Flu hospitalizations rise nearly 30% as US enters holiday season


Susana Sanchez, a nurse practitioner, administers a flu shot to Loisy Barrera at a CVS Pharmacy and MinuteClinic in Miami, Florida.

Joe Raedle | Getty Images

Flu hospitalizations are up nearly 30% in a week as the spread of respiratory disease remains high in most of the United States

More than 11,200 people were hospitalized with the flu in the week ending Nov. 19, compared with about 8,700 patients admitted the previous week, according to data from the Department of Health and Human Services.

The flu hit unusually hard and early this season, putting pressure on emergency services across the country. Flu activity normally resumes after Thanksgiving, but hospitalizations had already reached their highest level in a decade in early November.

Scientists and public health experts fear flu hospitalizations will rise even further after millions of people traveled to see family and friends for Thanksgiving. Christmas is also weeks away, giving the flu another opportunity to spread widely.

About 11 in every 100,000 people have been hospitalized with the flu since early October, the highest level in a decade. More than 6.2 million people have become ill, 53,000 have been hospitalized and 2,900 have died this season, according to data from the Centers for Disease Control and Prevention.

“The fact that we’re already at this high level before the holiday season makes me nervous,” said Scott Hensley, a microbiologist and influenza expert at the Penn Institute for Immunology.

Hensley said the flu hit harder earlier this year because population immunity is likely at its lowest level in recent history. The flu barely circulated for two years due to masking and social distancing measures put in place during Covid, he said. Therefore, large swaths of the population has not received an immune boost against infection, so they may be more vulnerable to the flu this year than in previous seasons.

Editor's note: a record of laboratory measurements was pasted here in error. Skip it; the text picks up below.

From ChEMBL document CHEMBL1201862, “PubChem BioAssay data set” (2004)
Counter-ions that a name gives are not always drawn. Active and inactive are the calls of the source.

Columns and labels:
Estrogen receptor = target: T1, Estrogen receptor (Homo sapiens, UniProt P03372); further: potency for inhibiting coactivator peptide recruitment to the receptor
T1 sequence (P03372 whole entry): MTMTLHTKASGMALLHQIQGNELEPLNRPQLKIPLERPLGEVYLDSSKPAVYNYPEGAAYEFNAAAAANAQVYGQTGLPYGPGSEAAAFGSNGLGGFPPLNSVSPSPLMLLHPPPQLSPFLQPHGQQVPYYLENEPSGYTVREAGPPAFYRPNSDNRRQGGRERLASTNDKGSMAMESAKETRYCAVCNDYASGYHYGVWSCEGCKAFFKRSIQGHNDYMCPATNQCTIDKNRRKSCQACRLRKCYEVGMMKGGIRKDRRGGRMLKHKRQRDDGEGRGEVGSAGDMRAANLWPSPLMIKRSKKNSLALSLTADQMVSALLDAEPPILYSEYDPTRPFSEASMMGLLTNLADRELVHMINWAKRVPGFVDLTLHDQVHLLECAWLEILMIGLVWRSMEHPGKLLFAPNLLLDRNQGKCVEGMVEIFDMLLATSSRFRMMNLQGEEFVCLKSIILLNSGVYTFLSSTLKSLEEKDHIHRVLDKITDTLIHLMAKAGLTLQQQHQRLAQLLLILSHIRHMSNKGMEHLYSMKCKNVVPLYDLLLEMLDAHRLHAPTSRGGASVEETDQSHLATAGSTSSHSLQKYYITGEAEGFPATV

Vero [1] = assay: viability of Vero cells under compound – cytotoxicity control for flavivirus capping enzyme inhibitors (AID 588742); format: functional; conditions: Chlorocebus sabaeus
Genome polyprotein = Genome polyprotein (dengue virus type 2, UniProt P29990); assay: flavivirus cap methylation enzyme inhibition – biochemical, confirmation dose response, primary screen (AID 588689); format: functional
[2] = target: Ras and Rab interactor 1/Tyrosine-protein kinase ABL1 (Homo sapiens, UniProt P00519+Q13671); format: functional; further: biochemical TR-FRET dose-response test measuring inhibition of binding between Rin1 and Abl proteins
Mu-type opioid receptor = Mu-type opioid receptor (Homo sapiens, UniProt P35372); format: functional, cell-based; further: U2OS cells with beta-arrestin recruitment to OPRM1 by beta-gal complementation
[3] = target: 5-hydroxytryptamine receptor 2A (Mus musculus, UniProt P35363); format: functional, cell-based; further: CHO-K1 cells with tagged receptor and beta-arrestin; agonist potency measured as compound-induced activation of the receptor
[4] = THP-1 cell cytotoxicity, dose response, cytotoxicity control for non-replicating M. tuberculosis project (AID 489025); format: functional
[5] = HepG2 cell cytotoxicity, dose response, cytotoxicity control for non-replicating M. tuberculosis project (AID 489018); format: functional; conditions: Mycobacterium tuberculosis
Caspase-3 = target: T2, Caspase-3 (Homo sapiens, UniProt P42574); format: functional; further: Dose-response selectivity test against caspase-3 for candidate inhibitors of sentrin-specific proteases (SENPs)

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The elderly and children under five are the most vulnerable, with hospitalization rates about double the national average. A variant of the flu that is more severe for older people is also dominant right now, meaning the United States could have a tough season. More than 60% of flu samples tested by public health labs were positive for the influenza A(H3N2) strain, according to the CDC.

“It’s a well-described phenomenon. H3N2 has a more severe impact on older people, so more hospitalizations, ICU admissions and deaths,” said Dr. William Schaffner, an infectious disease expert at Vanderbilt University.

Flu shots aren’t usually as effective against H3N2, although there’s hope this season might turn out to be different. The majority of flu viruses tested are similar to the strains included in this year’s vaccine, according to the CDC.

Vaccine efficacy data have yet to be published, but injections normally work best when matched well with circulating variants. Influenza vaccine effectiveness has varied widely from 19% to 60% in past seasons, depending on the match between injections and circulating strains.

“From what we can see, it looks like the vaccines are a very good fit with what’s been circulating,” Hensley said. “If there’s a time to get vaccinated, this is the year to do it,” he said.

Influenza activity was highest in the Southeast in recent weeks, but most of the country is now experiencing high levels of illness, according to the CDC.

Influenza activity is moderate to low in Alaska, Arizona, Delaware, Hawaii, Iowa, Maine, Massachusetts, Michigan, Montana, New Hampshire, Pennsylvania, North Dakota, Rhode Island, Vermont, Wisconsin, South Dakota and Wyoming.


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